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Author's Book Offers Lessons In "Fathering From Love"

Candace Braun

Jonathan T. Scott remembers spending part of his childhood living in Rosedale House on Rosedale Road, which, he said, was the third largest private home in Princeton at the time.

"I grew up with lots of stuff but would have preferred a smaller home if it would have allowed me to spend more time with my father," he said, adding that his father, a multimillionaire businessman, spent many hours in the board room, and very few in the family room.

Mr. Scott, 46, who has changed his name to disassociate himself from his father, found a way to use his past experiences to help others become better fathers. After seven years of research and personal reflection, he wrote Fathering From Love, which was published this spring.

"Our parents did the best they could at the time with the knowledge they had," said Mr. Scott, adding that instead of repeating the mistakes their parents made, parents today should learn from them so that their own children have a more positive experience growing up.

After researching many books on fatherhood during his wife's pregnancy, Mr. Scott made a commitment early on that he would always be available to his own children. And with his wife, Mandy, as the primary caregiver during various times in their marriage, the author was able to spend a lot of time with his children: Tiffany, 9, and Troy, 2.

"It was sort of the exact opposite of the relationship I had with my father .... It really shed some light on the lack of experiences we had together," said the author, who now lives in Sierra Madre, California.

Mr. Scott was first inspired to write about fatherhood one day while he was sitting in the park with his daughter. He picked up a gum wrapper and began writing down his thoughts, and soon he was writing on Denny's placemats during dinner. He would write while his daughter was napping, or late at night or early in the morning when she wasn't around, because he didn't want his book to become his own version of his father's board room.

"Once you become a father there's a whole other job description," said Mr. Scott, adding that his book is especially relevant to fathers in the Princeton community.

"Many men in affluent areas like Princeton are still caught up in the 60-80 hour work week and this leaves little time for developing a relationship with their children."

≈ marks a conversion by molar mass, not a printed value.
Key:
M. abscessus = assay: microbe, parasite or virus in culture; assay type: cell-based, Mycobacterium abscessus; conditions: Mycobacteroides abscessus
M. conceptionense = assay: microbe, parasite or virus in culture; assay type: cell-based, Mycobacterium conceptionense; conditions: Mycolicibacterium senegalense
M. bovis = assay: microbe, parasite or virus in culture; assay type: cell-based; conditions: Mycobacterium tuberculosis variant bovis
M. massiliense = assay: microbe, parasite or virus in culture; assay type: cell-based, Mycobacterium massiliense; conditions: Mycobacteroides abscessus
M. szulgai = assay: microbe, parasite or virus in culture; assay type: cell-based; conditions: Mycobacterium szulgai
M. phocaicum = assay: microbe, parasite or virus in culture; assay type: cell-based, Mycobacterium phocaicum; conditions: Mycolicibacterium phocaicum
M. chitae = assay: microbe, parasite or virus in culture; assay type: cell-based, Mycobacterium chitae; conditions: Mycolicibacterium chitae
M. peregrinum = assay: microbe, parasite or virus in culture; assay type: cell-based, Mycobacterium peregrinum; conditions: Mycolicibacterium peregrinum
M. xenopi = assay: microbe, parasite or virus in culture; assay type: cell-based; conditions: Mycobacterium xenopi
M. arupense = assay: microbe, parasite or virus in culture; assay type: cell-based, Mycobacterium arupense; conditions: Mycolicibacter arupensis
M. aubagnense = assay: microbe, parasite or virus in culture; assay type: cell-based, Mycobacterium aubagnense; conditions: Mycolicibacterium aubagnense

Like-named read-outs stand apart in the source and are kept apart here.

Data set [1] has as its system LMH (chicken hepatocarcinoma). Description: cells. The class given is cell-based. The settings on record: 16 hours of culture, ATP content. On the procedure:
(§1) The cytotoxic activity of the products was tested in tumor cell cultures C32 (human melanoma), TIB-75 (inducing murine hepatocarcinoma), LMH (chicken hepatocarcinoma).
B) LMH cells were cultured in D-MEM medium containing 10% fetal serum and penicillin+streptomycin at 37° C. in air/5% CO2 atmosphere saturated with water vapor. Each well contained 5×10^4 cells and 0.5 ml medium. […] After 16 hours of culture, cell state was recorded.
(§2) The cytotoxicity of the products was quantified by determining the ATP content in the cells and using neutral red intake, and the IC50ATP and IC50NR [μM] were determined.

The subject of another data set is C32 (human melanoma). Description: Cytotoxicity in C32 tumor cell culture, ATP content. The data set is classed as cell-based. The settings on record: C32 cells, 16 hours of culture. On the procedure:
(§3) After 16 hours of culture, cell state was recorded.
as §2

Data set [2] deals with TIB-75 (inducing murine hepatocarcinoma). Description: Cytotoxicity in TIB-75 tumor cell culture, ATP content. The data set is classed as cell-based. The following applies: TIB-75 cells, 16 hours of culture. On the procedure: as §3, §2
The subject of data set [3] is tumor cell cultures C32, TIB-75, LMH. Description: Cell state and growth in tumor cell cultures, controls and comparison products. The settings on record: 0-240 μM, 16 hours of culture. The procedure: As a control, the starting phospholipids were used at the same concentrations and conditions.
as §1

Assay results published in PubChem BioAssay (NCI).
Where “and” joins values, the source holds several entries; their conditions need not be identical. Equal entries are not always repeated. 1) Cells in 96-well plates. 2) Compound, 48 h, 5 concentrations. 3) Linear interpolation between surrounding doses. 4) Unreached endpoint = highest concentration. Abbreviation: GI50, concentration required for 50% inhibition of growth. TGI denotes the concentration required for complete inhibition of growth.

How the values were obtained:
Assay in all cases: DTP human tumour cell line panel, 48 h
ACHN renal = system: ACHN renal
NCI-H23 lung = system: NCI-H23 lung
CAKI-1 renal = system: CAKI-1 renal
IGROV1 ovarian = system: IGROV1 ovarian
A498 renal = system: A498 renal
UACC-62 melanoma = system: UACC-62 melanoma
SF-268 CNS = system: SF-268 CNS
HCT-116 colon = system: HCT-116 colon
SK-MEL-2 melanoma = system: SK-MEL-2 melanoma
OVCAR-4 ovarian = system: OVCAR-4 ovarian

Mr. Scott recommends that fathers who do have demanding jobs make sure that they put quality time aside each week to spend with their child. However, he noted, sitting at the breakfast table doesn't count if there is no real interaction. The author recommends that the two really talk to each other, and more important, that the father listens to what his child has to say, and asks more questions than he answers.

"It's wonderful and challenging," said Mr. Scott of fatherhood, mentioning that each day he learns something new from his own children. "They're my greatest teachers," he continued, adding that fathers should realize that every child has something to teach them about life.

Finding His Calling

Born in Phillipsburg, N.J., Mr. Scott was the middle child in a family of five boys. He spent eight years of his childhood living in Princeton, at first in the graduate housing at Princeton University, where his father was attending school. His parents divorced when he was 12 years old, and he moved to Pennington to live with his mother.

Mr. Scott attended Rider University, where he earned a degree in business and communications. "I quickly learned that business wasn't for me," said the author, adding that his father's own dedication to the job had put him off of it.

After college, Mr. Scott explored several different professions, including tennis instruction and banking. He eventually ended up in Hollywood, working as a freelance stage manager on programs such as The Jamie Foxx Show, Dennis Miller Live, and The Fresh Prince of Bel-Air.

He eventually lost interest in the business when he became disturbed by some of the shows he was helping produce: "I realized....I didn't want my own kids watching them."

After switching careers again to become a loan officer, he left the position last year to finish up his book.

But while the book is now published, Mr. Scott's work is nowhere near complete, according to the author.

"There are writers who speak, and speakers who write," he said, adding that he is the latter, and has enjoyed holding parenting workshops and speaking about his book on the radio and television shows since its publication.

"I'd love to be on Oprah," he added.

He also recently founded an organization, "Proud Parents," which is dedicated to promoting parental pride and involvement. Information on the organization can be found at www.proudparents.org.

But as has been the case since his children were born, fathering will continue to be Mr. Scott's first job.

"Families are more about forming relationships and connections than they are about DNA," he said. "I think men can really help improve our society if they would only be willing to share themselves with their children."


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